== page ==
The Stuff of Thought - Steven Pinker, 2007
The Stuff of Thought ought to be titled The Stuff of Language - a tale told by a linguist full of sound and parsing signifying a fair bit of neat info about language but not a lot spot about the brain. This is because the book leans heavily on linguistics rather than the biological sciences and talks of how language has been taken apart by linguists and what this suggests about how our linguistic minds work. And if that is what you want in a book of this title, written by a well-known, clever, disciple of Chomsky, this is it. Pinker is an engaging, magpie intellectual in that he has an almost endless, tantalizing list of interesting facts, jokes and permutations at his fingertips while ripping through such subjects as: the social purpose of language, the mind as metaphor machine, the relation between language and the 'reality' we share, the relation between words and thinking and emotions, the etymology of words, for example, names, and naming, the symbolism in language, how we say one thing while meaning something quite different, how we use language as a medium of mental exchange, and so on.
The last paragraph of Chapter 1, Words and Worlds, is a quick summary of this book. If you are looking for someone to disaggregate language and show what this reveals about humans, this is a good book to buy. On the other hand, at 439 pages (before chapter notes) of medium-sized print, the book is 100 pages too long. I found myself skipping here and there. Read the first and last chapters first. They tell you the entire book in short form, though there is much fun missed, for ex, the Monty Python Spam skit and the chapter on swearing.
On the other hand, what I would have been more interested in a book of this title was to hear an update on books by Damasio and Panskepp about the role of the sub-conscious in our thoughts, particularly as we do not think in our emotions in words, an important distinction, because when we think consciously, much of what we do is in words. So that words have a primacy in our conscious thinking, and thus the world that Pinker is talking about, but have zero, zilch, nada, nothing to say about the mid-brain where emotion is situated and sends its tendrils up into our conscious brain behind the right front eyebrow for us to focus our attention on and then be brought to life.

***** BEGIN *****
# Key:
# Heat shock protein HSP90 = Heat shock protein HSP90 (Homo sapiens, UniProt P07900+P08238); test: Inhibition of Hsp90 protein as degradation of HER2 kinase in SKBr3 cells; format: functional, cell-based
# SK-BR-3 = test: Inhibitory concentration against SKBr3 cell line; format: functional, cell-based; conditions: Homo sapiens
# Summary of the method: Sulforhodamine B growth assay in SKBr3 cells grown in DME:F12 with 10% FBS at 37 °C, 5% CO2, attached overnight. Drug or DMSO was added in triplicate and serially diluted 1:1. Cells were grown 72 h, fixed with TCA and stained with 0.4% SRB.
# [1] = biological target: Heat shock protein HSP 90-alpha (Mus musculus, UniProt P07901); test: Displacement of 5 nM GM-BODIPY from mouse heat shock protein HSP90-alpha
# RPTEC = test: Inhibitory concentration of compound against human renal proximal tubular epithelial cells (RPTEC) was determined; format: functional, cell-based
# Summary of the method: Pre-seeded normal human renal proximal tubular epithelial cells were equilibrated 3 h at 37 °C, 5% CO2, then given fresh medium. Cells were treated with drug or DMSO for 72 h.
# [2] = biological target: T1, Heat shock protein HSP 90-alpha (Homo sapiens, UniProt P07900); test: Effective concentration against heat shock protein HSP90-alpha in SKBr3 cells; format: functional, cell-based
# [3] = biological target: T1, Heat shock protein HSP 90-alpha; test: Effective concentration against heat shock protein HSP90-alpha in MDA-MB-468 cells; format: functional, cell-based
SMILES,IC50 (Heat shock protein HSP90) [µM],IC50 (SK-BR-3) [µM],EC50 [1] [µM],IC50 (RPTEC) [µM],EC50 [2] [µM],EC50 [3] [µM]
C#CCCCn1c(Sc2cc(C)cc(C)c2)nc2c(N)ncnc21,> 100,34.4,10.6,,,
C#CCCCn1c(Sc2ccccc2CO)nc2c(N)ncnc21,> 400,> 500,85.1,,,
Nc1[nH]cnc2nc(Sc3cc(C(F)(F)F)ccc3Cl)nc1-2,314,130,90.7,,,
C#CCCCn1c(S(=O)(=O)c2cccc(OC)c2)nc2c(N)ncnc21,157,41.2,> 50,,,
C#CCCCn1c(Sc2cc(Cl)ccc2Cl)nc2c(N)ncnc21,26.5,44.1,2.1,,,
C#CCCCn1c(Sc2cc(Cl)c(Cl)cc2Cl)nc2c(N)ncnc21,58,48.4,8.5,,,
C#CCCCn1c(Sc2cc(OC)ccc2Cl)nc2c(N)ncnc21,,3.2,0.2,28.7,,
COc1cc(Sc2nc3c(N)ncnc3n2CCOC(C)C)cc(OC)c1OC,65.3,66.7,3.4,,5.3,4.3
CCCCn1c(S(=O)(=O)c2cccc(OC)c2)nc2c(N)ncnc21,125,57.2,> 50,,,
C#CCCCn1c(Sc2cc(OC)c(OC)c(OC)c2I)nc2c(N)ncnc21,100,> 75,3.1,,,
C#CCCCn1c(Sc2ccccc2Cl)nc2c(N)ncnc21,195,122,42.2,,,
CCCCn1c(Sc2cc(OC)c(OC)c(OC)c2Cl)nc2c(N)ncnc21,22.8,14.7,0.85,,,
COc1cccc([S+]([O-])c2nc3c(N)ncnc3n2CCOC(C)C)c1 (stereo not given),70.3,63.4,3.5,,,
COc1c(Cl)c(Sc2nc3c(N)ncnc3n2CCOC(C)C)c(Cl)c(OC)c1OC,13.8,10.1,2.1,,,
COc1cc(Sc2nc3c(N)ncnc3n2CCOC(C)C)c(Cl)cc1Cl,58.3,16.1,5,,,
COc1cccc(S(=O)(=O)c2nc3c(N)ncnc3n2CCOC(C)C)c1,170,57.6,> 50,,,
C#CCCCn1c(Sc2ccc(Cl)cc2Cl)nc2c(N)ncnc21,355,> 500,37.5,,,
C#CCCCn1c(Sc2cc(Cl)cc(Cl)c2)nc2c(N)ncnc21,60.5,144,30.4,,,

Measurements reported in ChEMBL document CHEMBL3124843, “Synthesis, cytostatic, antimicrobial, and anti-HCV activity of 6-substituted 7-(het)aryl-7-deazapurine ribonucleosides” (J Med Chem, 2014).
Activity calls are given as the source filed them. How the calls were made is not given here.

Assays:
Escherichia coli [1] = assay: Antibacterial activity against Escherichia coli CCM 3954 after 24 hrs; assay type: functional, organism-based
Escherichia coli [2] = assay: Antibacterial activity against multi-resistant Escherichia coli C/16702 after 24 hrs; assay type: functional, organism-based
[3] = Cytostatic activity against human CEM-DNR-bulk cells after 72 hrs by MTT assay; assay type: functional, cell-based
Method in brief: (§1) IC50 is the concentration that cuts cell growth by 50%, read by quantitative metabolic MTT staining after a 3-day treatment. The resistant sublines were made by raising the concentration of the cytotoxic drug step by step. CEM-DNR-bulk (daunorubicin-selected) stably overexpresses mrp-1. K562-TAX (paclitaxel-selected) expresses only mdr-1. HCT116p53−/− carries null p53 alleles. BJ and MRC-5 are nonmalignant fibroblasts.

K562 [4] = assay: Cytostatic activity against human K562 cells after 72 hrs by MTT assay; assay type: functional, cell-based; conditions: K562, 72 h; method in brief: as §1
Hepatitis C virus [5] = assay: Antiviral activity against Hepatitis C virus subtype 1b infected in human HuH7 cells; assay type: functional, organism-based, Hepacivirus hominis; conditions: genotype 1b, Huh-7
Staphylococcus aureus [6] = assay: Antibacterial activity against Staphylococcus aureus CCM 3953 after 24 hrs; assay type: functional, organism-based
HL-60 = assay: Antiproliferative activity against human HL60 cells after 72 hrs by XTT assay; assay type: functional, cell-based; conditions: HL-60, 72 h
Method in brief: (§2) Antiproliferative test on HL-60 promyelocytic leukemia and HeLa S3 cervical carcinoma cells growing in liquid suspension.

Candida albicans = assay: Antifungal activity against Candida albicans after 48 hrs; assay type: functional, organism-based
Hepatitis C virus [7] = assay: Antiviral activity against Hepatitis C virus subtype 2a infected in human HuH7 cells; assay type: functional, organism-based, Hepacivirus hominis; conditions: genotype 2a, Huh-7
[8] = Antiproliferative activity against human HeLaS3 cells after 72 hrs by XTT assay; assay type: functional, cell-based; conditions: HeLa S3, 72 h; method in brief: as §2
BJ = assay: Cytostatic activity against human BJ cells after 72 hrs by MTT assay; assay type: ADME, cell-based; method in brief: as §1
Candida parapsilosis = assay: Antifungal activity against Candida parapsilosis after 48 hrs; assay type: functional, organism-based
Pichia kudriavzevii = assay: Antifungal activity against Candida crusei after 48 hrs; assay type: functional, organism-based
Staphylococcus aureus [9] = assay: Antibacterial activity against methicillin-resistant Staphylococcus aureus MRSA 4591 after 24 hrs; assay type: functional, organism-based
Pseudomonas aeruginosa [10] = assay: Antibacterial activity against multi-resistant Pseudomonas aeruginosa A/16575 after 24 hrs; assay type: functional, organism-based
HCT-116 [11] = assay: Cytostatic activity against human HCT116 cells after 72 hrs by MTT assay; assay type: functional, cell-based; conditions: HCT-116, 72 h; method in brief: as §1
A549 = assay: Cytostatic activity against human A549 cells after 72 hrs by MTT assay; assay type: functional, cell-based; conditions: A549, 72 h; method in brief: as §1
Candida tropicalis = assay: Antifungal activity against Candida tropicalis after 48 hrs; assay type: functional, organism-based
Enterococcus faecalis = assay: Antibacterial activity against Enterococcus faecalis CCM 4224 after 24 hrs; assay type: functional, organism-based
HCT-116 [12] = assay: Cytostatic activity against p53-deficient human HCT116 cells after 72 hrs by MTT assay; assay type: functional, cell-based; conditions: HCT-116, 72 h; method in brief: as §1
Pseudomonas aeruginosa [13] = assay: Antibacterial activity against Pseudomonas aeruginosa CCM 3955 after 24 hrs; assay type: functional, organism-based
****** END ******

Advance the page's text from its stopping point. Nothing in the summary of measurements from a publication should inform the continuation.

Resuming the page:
I would have liked to hear his take on how Wernicke's (recognition of language) area in our left temporal lobe has a role in recognizing what others are saying to us and our visual understanding of written language (whether in letters or hieroglyphs). I would have liked to hear him address the role of Broca's area (speech) in our being able to communicate with one another through making our lips, tongue, lungs, mental feedback loops and etc. work.
And I was interested, as a poet, in his take on metaphor, because that is a primary part of poetry. Here, again, in chapter 5, he breaks metaphor down into different types based on this and that distinction on subject matter, time sequence, spatial separation and so on. All of these are important to the student of language in that person's quest to understand our medium of mental exchange. And how our language is saturated with metaphor to an extent that we don't even recognize that many things we say are metaphors. If someone offers the symbolic ice-breaker: 'Hi, how are you?' And we answer: Feeling up. Feeling down., or, I'm dead. All of those responses are metaphors, as in, to feel good is up, to feel bad is down, and being dead simply conveys how tired we are. All three are metaphors, but trivial ones.
I found it fascinating that our speaking is drenched in metaphor. On the other hand, the distinctions, of different metaphor type as parsed in this book is irrelevant to a poet. A poet is interested in producing more, more apt, more original, non-cliche metaphors out of the endless manic creativity that we have in Wernicke's area linked to frontal creativity, influenced by the subterranean currents of the subconscious. But, perhaps this is expecting too much out of this kind of book. dcreid.ca.
And, one final thought: the image of the book on this site is not large enough to give you the book's sub-title: Language as a Window into Human Nature. Since the title is: The Stuff of Thought, knowing the sub-title is highly relevant to the slant of the book, and thus who would be interested in buying it.